The moon blew up without warning and for no apparent reason it was waxing, only one day short of full. The time was 05:03:12 UTC. Later it would be designated A+0.0.0, or simply Zero. Read the first 26 pages
The very beginning of an epic novel that explores what the human race would do if the moon exploded and world had to scramble to survive. Don’t choose this book if you are not a techy sci-fi geek, as there is plenty of technical scientific strategies and processes. It describes in detail what the people do and how they do it and the science behind it. But, it is a fascinating read and it stretches your imagination. The characters are deep and plausible and drive the story forward. This book is well worth the investment.
M.T. Anderson creates a future dystopian world in FEED. People in this world have their brains altered to accept a chip that feeds them a constant stream of information, games, shows and advertisements, much like an internal internet. But, not everyone is happy with this arrangement. How can you rebel against this when it is done at birth? How can you turn off this noise in order to actually think for yourself. The book focuses on a group of teens that push the boundaries of their feed.
The book was the winner of the LA Times Book Prize and a finalist for the National Book Award. M.T. Anderson is a prolific writer and especially loves the world of the fantastic.
Winner of the Hugo and Nebula awards, this science fiction classic novel is exciting and fresh. I was captivated by the premise and it has sufficient action and suspense to keep a reader interested.
In order to develop a secure defence against a hostile alien race’s next attack, government agencies breed child geniuses and train them as soldiers. A brilliant young boy, Andrew “Ender” Wiggin lives with his kind but distant parents, his sadistic brother Peter, and the person he loves more than anyone else, his sister Valentine. Peter and Valentine were candidates for the soldier-training program but didn’t make the cut–young Ender is the Wiggin drafted to the orbiting Battle School for rigorous military training.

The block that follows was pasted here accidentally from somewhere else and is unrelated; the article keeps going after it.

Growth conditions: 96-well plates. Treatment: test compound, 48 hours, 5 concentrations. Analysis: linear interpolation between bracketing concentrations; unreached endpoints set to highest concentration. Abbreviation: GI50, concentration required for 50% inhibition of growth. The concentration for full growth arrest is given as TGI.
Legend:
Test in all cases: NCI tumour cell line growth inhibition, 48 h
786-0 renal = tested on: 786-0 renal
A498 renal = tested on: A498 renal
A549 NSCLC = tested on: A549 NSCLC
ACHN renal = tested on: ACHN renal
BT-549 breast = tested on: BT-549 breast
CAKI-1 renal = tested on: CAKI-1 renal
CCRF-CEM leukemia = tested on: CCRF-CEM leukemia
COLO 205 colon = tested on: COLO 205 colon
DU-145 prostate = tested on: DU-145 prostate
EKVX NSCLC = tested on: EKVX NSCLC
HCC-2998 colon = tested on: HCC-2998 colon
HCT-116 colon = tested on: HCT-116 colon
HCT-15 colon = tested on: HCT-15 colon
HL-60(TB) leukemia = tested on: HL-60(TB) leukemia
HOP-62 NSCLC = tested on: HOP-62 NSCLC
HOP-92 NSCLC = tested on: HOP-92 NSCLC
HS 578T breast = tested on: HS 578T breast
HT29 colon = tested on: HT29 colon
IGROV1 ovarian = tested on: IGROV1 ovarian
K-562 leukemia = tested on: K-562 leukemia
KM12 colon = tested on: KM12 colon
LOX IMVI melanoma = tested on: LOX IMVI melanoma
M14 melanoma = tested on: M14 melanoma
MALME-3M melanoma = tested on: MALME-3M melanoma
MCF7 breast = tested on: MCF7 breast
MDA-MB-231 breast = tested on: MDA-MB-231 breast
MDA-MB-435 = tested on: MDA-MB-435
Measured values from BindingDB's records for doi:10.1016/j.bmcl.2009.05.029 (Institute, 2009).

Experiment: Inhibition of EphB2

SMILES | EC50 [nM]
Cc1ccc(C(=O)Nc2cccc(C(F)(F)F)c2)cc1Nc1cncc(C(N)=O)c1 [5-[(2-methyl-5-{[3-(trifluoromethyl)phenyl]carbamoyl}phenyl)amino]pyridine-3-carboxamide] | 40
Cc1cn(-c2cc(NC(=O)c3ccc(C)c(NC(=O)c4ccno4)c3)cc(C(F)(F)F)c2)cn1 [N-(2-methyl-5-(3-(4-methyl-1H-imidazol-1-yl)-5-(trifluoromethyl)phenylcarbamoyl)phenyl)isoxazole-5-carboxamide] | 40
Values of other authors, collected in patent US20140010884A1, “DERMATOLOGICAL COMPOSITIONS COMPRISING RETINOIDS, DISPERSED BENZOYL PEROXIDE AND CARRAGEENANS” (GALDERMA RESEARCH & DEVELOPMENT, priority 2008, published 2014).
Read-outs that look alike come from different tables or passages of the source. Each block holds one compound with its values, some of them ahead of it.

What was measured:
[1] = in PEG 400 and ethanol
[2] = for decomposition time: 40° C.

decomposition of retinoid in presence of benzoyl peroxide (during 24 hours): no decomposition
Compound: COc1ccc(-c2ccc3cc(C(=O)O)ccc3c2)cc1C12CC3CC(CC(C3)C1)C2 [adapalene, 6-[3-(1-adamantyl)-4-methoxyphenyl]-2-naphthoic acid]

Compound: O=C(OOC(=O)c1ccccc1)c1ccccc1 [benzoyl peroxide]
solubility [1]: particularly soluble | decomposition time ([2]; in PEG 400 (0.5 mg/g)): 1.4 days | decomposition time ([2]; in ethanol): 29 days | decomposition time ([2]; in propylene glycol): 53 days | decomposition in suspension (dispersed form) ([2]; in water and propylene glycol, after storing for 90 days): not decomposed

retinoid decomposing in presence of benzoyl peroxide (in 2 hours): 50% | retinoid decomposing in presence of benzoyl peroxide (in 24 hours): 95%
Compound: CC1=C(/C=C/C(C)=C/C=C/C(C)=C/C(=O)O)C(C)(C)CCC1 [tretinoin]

Ender’s skills make him a leader in school and respected in the Battle Room, where children play at mock battles in zero gravity. Yet growing up in an artificial community of young soldiers, Ender suffers greatly from isolation, rivalry from his peers, pressure from the adult teachers, and an unsettling fear of the alien invaders. His psychological battles include loneliness, fear that he is becoming like the cruel brother he remembers, and fanning the flames of devotion to his beloved sister.
Is Ender the general Earth needs? But Ender is not the only result of the genetic experiments. The war with the Buggers has been raging for a hundred years, and the quest for the perfect general has been underway for almost as long. Ender’s two older siblings are every bit as unusual as he is, but in very different ways. Between the three of them lie the abilities to remake a world. If the world survives, that is. (amazon description used here)
Cory Doctorow’s book is an action packed, fast-paced sci-fi that mixes mystery, intrigue, terror and friendship. With shades of 1984, but with a closer to home feel, the book follows the missteps of a group of friends that are suspected of terrorism in their own home town after a disastrous explosion. The group are young gamers and are able to circumvent the “gait recognition” security cameras of their high school to skip out and play the scavenger game Harajuku Fun Madness. They use their gaming expertise to build an underground resistant to the evil government.
George Orwell’s 1984. It’s the book you have to read in order to understand all of our cultural references to it!
Some Quotes: Big brother is watching you.
Thoughtcrime does not entail death: thoughtcrime is death.
War is Peace
Freedom is Slavery
Ignorance is Strength
The commercial that launched the first Apple computer was stylized after the theme of everyone being the same, following the “party” line like brain dead zombies. Folks in 1984 are all dressed the same, expected to think the same and be aware that Big Brother is always watching from the ever present TV. The government tells you what to do and what to think. Control is ever present.